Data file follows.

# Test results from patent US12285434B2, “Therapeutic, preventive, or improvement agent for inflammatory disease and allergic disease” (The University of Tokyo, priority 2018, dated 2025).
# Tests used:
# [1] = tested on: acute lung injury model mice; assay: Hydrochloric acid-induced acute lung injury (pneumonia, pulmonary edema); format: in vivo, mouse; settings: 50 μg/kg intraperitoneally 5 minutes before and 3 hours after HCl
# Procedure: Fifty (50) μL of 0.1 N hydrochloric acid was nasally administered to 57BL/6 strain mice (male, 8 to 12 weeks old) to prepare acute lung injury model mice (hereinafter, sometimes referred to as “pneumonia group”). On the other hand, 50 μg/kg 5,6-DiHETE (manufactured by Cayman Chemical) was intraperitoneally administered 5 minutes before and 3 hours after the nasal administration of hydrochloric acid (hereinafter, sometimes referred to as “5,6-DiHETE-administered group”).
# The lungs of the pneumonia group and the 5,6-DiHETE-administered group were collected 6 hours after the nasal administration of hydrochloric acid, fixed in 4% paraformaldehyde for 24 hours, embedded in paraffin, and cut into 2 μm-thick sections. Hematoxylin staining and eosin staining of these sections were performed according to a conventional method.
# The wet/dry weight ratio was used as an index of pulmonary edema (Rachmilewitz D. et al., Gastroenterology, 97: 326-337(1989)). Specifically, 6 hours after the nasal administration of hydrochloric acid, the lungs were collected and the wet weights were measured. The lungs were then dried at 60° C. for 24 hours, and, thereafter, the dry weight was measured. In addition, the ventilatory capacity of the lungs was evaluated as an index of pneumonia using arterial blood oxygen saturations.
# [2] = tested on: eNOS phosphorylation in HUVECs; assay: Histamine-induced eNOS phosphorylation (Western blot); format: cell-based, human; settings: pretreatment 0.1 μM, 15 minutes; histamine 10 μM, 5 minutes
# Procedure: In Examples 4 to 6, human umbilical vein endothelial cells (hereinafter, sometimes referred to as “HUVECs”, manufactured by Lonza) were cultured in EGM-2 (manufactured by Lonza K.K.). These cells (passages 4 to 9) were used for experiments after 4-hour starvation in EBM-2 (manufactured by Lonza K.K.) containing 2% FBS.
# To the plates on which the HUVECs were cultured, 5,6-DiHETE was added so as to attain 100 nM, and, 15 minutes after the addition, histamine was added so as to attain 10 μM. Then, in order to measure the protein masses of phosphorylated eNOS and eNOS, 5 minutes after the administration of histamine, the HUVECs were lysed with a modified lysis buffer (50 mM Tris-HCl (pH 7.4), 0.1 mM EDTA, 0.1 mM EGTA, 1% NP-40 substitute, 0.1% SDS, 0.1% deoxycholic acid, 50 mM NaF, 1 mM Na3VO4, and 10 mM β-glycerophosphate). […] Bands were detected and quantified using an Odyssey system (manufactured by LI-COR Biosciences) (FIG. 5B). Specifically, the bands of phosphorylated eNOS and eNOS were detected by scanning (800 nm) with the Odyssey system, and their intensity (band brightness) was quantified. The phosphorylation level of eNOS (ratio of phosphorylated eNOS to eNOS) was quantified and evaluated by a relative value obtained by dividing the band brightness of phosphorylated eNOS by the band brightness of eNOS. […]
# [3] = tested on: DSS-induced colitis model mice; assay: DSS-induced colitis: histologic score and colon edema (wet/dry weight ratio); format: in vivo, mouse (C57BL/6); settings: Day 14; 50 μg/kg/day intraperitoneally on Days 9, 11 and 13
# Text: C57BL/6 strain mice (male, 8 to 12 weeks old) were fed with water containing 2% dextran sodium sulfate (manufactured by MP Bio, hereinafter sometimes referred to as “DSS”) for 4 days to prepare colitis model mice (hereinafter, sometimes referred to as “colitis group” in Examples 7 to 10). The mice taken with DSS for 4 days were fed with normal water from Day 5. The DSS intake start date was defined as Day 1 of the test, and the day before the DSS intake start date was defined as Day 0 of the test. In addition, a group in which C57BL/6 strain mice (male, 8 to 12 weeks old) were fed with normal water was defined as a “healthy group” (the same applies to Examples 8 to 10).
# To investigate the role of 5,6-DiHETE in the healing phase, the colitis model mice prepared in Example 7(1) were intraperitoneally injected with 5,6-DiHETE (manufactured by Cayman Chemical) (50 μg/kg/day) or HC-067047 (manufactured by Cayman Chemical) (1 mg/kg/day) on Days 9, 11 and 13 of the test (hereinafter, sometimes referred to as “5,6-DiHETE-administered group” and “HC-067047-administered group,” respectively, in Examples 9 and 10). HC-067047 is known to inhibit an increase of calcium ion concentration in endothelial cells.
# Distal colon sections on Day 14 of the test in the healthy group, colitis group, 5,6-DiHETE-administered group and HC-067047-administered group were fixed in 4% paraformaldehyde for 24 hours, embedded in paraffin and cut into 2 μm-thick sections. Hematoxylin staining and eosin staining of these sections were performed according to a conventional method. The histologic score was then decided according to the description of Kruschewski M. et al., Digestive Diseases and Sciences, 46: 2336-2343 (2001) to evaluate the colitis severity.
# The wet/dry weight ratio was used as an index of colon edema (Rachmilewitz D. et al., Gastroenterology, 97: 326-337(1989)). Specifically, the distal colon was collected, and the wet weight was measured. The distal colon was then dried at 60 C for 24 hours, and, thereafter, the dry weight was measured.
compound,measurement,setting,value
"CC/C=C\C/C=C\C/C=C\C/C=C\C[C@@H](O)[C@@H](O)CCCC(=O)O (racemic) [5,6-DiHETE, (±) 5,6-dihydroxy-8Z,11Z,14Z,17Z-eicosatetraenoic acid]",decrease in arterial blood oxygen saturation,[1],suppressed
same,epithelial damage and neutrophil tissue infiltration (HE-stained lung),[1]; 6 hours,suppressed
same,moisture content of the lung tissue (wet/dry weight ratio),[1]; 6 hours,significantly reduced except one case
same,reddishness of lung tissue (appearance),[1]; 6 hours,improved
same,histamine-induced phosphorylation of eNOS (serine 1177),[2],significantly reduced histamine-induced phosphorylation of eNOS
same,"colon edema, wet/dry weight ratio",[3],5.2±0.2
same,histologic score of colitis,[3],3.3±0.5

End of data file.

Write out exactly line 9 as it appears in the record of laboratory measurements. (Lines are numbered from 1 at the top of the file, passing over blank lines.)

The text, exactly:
# To the plates on which the HUVECs were cultured, 5,6-DiHETE was added so as to attain 100 nM, and, 15 minutes after the addition, histamine was added so as to attain 10 μM. Then, in order to measure the protein masses of phosphorylated eNOS and eNOS, 5 minutes after the administration of histamine, the HUVECs were lysed with a modified lysis buffer (50 mM Tris-HCl (pH 7.4), 0.1 mM EDTA, 0.1 mM EGTA, 1% NP-40 substitute, 0.1% SDS, 0.1% deoxycholic acid, 50 mM NaF, 1 mM Na3VO4, and 10 mM β-glycerophosphate). […] Bands were detected and quantified using an Odyssey system (manufactured by LI-COR Biosciences) (FIG. 5B). Specifically, the bands of phosphorylated eNOS and eNOS were detected by scanning (800 nm) with the Odyssey system, and their intensity (band brightness) was quantified. The phosphorylation level of eNOS (ratio of phosphorylated eNOS to eNOS) was quantified and evaluated by a relative value obtained by dividing the band brightness of phosphorylated eNOS by the band brightness of eNOS. […]